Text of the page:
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Volume 10, Number 3 - March 2009


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Q.  I have seen products with a Nutrient Content Claim (NCC) stating "0 grams trans fat." I have not found this claim to be one of the approved NCC claims. Is the claim illegal or allowed?      M.C., Registered Dietitian, New Hampshire


A.  "0 grams trans fat per serving" is a factual statement, not a defined nutrient content claim.  Read more.

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Food Labels Carb Claims - Report Issued

In January 2009, FDA issued an analysis report titled "Experimental Study of Carbohydrate Claims on Food Packages." The document outlines results from a study conducted in March 2006 that was designed to evaluate carbohydrate claims and disclosure statements in terms of their effects on consumers’ understanding and ability to make product judgments for healthy dietary practices. The report does not mention how or how soon the study findings will be used.

The historical base for the study is the popularity of low carbohydrate diets in the early part of this decade (2003-2004). Industry began incorrectly using words such as "low," "reduced," or "free" on labels to describe carbohydrate content; FDA told industry that this is not allowed since the terms are Nutrient Content Claims. In a March 2004 fact sheet on carbohydrate, FDA stated the intent to initiate rulemaking for carbohydrate content labeling.

Read report.

Read Fact Sheet.

Commentary: While labelers cannot use terms regulated as Nutrient Content Claims to describe carbohydrate content per serving, they can use statements of fact on labels; see Food Label News October 2003. Net carbohydrate statements that are truthful and not misleading can also be used; see Food Label News February 2004. The articles are helpful to labelers who want to appeal to the carbohydrate-conscious consumer. Additional articles on carb labeling are: November 2003, April 2004, May 2004.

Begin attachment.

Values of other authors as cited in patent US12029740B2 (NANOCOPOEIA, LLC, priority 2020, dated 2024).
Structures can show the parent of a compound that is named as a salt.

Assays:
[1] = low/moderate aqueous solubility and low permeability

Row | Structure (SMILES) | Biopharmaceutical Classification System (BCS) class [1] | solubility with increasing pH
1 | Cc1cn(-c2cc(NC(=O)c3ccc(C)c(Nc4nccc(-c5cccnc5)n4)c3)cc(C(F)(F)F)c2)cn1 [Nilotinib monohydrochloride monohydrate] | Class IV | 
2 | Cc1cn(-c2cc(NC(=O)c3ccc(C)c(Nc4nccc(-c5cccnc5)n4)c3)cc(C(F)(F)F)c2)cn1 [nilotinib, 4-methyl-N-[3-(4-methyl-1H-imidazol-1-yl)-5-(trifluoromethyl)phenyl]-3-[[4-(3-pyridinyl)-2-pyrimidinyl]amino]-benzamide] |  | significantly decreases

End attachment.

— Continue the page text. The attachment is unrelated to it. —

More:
Food Labels Health Claims Update

In January 2009, FDA issued "Guidance for Industry Evidence-Based Review System for the Scientific Evaluation of Health Claims." This document replaces a draft version issued in July 2007.

The guidance represents the Agency's current thinking on:

  • the process for evaluating the scientific evidence for a health claim

  • the meaning of the significant scientific agreement (SSA) standard

  • credible scientific evidence to support a qualified health claim

Read guidance.

Commentary: Soon after this latest guidance was issued, FDA was criticized for allowing Qualified Health Claims in a Center for Science in the Public Interest (CSPI) press release. Food Label News has reported extensively on pressures to eliminate this type of claim. FDA continues to allow the claims in response to legal challenge that called use of such claims a right under the U.S. Constitution First Amendment right to free speech. See earlier Food Label News articles: September 2007, October 2007, December 2007, February 2008, and April 2008.

FDA Issues Food Labels Guidance - Seafood List

In January 2009, FDA issued "Guidance for Industry - The Seafood List - FDA's Guide to Acceptable Market Names for Seafood Sold in Interstate Commerce." The guidance:

  • explains what FDA considers to be acceptable market names for seafood sold in interstate commerce

  • defines the different categories of names found in "The Seafood List"

  • outlines principles that can be used to label seafood species sold in the United States with an appropriate, non-misleading statement of identity

Read guidance.

Commentary: Food Consulting Company can help with product naming for seafood and all FDA-regulated foods when you order Full Label Compliance or Label Compliance Review.

At Your Service:  Labeling products with consumer appealing statements of fact and FDA compliant label claims can help products sell.  For help, see Services.

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